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7 Hospitalized After Pipeline Explosions in Texas
Seven people were injured and hospitalized after a series of natural gas pipeline explosions in Midland County, Texas on Wednesday, according to local media.
The operator of the pipeline in question is unknown at this time, Midland public information officer Elana Ladd said to the Midland Reporter-Telegram. She added that fire department personnel are allowing the remaining gas to burn off.
The incident occurred on a rural road, FM 1379. KWES reported that three total explosions occurred—the first at 11:30 a.m. After that fire was suppressed, a second and third explosion followed at 12:30 p.m. The cause is not yet known.
"They had a leak on the pipeline. Fire department responded to it. Midland Fire Department and Greenwood Fire Department. And while they were down there, they were fighting some grass fires along with it. Apparently something happened to the pipeline. We don't know what it is yet, because we can't get in there to look at it. But they had a failure within the pipeline itself and the first one exploded. Then they had two other small explosions, one medium and one small," Midland Fire Marshall Dale Little told CBS 7.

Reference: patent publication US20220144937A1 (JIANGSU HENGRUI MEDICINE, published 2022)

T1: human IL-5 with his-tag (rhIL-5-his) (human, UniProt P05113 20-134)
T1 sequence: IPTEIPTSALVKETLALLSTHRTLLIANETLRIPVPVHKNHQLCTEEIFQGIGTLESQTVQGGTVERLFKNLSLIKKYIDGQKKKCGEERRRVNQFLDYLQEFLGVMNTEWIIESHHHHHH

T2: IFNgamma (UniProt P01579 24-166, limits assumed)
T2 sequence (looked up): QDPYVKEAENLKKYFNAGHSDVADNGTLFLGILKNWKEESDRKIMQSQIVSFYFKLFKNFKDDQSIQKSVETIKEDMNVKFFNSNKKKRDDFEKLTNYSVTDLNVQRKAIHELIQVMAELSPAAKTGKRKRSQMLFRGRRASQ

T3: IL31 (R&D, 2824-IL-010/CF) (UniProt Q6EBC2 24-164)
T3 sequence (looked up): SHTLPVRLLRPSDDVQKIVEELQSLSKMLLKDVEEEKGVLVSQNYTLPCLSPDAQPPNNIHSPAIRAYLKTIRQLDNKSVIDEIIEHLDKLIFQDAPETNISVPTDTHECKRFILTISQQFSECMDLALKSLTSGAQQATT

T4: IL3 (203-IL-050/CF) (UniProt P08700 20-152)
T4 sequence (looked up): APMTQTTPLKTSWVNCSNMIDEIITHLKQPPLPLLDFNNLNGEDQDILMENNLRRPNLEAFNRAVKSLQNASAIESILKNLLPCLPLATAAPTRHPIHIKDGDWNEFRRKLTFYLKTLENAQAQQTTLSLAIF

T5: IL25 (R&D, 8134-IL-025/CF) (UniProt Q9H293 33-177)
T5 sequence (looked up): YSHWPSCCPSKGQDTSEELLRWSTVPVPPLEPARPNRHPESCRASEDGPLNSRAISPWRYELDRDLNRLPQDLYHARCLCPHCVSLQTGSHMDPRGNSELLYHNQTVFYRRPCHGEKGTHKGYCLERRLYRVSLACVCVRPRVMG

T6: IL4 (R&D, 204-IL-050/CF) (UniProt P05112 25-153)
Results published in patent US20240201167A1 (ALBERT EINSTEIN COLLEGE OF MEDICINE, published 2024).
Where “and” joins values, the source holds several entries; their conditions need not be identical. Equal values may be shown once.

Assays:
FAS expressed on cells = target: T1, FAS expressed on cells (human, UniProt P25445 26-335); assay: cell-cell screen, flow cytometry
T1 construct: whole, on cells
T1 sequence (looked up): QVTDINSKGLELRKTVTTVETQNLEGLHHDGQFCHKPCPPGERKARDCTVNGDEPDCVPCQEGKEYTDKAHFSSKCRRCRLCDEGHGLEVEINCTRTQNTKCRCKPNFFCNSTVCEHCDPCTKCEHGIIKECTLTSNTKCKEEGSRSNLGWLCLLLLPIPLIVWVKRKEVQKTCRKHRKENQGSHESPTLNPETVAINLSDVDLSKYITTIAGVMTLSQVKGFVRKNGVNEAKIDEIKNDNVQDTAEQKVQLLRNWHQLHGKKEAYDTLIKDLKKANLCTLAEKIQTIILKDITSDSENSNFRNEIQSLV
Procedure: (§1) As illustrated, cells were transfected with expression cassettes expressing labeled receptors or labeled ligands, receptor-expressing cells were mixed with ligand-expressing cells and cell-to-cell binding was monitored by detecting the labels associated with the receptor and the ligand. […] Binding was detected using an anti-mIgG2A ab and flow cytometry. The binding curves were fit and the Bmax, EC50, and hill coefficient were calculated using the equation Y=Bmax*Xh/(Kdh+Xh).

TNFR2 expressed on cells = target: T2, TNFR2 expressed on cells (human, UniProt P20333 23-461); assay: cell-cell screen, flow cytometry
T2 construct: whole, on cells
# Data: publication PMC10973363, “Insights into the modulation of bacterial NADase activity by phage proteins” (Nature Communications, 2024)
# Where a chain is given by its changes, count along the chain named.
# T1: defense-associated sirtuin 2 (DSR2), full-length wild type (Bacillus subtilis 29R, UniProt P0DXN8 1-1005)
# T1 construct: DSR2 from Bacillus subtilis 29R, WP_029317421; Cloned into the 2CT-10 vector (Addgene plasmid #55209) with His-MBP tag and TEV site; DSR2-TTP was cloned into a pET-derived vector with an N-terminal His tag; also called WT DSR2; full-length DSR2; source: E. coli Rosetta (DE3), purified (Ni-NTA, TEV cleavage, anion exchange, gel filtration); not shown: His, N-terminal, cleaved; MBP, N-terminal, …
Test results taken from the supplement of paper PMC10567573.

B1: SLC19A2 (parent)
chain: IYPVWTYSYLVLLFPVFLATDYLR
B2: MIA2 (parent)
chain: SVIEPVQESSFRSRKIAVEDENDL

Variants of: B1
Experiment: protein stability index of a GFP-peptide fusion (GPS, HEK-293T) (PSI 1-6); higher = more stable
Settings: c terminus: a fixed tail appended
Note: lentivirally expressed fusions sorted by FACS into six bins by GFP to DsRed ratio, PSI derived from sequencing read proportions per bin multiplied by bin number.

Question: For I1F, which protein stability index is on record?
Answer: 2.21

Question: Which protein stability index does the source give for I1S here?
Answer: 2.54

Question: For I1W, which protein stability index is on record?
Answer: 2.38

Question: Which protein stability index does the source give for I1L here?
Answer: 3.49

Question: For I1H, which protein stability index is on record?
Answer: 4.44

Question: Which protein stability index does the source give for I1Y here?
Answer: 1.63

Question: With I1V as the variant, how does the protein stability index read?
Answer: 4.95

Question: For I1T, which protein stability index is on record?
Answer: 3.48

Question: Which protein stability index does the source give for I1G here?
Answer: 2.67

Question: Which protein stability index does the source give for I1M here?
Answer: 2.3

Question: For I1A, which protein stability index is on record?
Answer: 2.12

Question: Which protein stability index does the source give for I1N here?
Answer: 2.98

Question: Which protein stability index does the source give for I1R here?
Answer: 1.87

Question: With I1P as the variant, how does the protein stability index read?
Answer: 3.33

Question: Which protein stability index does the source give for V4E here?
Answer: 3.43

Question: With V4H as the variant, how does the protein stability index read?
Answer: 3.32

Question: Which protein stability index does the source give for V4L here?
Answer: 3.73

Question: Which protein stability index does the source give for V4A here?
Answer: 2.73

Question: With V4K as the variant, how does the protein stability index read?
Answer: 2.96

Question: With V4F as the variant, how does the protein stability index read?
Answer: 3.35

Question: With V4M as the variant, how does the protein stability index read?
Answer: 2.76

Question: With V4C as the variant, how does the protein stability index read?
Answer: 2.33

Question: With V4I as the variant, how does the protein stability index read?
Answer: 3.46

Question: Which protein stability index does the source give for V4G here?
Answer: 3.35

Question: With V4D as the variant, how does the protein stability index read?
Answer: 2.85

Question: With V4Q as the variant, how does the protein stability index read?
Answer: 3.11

Initial reports said five people were injured from the explosions. Updated reports increased the number of injured people to seven. The seven were taken to the hospital with critical injuries, four with burns, according to CBS 7. One firefighter with the Greenwood Fire Department and another firefighter with Midland Fire Department were among the victims.
The Midland Reporter-Telegram posted an eye-witness' video footage of the fire that broke out.
Kinder Morgan told Reuters it isolated a portion of its El Paso Natural Gas Pipeline after being alerted of the fire near the line. One of its employees was injured and hospitalized, spokeswoman Sara Hughes said.
"There was a third-party pipeline involved that also experienced a failure, and preliminary indications are that the third-party line failure occurred before the EPNG line failure," Hughes told Reuters in an email.
She said the company is investigating the incident and evaluating any damages, adding that regulatory agencies and customers have been notified.
As EcoWatch wrote previously, production in the Permian shale field in western Texas has been booming. According IEA's Oil 2018 forecast, global oil production capacity is expected to grow by 6.4 million barrels a day (mb/d) to reach 107 mb/d by 2023. Much of that growth is led by the U.S. due to oil produced from fracking the Permian, where output is expected to double by 2023.
However, there is currently not enough pipeline capacity to retrieve Permian fuels, and that bottleneck has opened up opportunities for more pipeline development in the region. In June, Kinder Morgan's Texas subsidiary announced a $2 billion Permian pipeline to transport natural gas. Earlier that month, ExxonMobil and Plains All American Pipeline announced a joint pursuit to construct a multi-billion dollar pipeline that will transport more than 1 million barrels of crude oil and condensate per day from the basin to the Texas Gulf Coast.